It’s been more than five months since Rosenberg’s Bagels & Delicatessen closed due to a damaging fire. In that time Josh Pollack has filled the city’s empty bagel space with pop-ups and catering to keep Rosenberg’s relevant and in the public eye. And now, finally, the shop will reopen on Sunday, October 16. There’s so much hype that Pollack has hired bouncers (bagel bouncers!) to help manage crowds for the invite-only grand reopening party on the 15th.

Much about Rosenberg’s will look and feel the same (the dining room was largely untouched by the fire), but Pollack took advantage of the down time to rework a few things: The shop’s murals have been refabbed to include a theme of Phoenix rising from the ashes; the kitchen (which was heavily damaged) layout has changed to be more efficient; the flattop surface has been doubled to help keep pace when egg sandwiches are in high demand; and new display cases are higher set and more retail-friendly. “That’s the silver lining to this awful event,” Pollack says. “No one really gets a chance like this to take a step back and look at the lessons of the last two years. It’s hard to get better when you’re in full swing.”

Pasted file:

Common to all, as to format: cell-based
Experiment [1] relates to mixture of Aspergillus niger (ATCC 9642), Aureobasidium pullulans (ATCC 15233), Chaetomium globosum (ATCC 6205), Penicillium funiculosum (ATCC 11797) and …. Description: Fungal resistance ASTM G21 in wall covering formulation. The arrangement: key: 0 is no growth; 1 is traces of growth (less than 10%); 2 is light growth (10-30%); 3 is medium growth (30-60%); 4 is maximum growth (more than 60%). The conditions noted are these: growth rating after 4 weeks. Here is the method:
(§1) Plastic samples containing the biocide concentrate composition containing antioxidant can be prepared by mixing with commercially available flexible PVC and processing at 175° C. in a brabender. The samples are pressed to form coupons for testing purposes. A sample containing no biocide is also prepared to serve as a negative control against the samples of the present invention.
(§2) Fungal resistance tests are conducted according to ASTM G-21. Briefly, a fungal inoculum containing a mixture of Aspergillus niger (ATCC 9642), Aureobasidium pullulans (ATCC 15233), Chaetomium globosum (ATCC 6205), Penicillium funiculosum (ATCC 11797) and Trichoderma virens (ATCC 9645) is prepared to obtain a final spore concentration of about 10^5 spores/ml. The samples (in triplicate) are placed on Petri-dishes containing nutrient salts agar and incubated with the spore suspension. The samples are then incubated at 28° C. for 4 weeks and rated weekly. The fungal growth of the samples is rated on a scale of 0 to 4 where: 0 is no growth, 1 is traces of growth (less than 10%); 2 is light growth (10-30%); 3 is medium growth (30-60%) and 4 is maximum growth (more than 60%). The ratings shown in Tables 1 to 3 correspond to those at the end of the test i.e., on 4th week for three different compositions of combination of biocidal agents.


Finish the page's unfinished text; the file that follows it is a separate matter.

With that in mind, Pollack has added some menu items, namely fresh-squeezed orange juice to order, daily bialis, bagel balls, and a weekly rotation of special sandwiches (remember that matzo ball soup sandwich that debuted during the 4/20 pop-up?).

Another blessing in disguise was signing on with a commissary kitchen. This was necessary for Rosenberg’s to provide bagels for its pop-ups in the last several months, but now the space is proving just as important. With the opening of Rosenberg’s second shop at the Stanley Marketplace looming (the hope is December), all of the bagel dough will be made there. All bagels will still be baked on-site at the shops. “The commissary will allow us to grow into the other things we’re doing and not worry about sacrificing quality,” Pollack says.

For now though, Pollack is focused on Sunday’s grand re-opening. To make it go as smoothly as possible, he wants to put the word out that’s he’s hiring for all positions. “We’ve had a grand opening before but this feels like a new one. We’re nervous, and we’re excited.”

725 E. 26th Ave., 720-440-9880

—Photo by Rachel Adams

Amanda M. Faison
Amanda M. Faison
Freelance writer Amanda M. Faison spent 20 years at 5280 Magazine, 12 of those as Food Editor.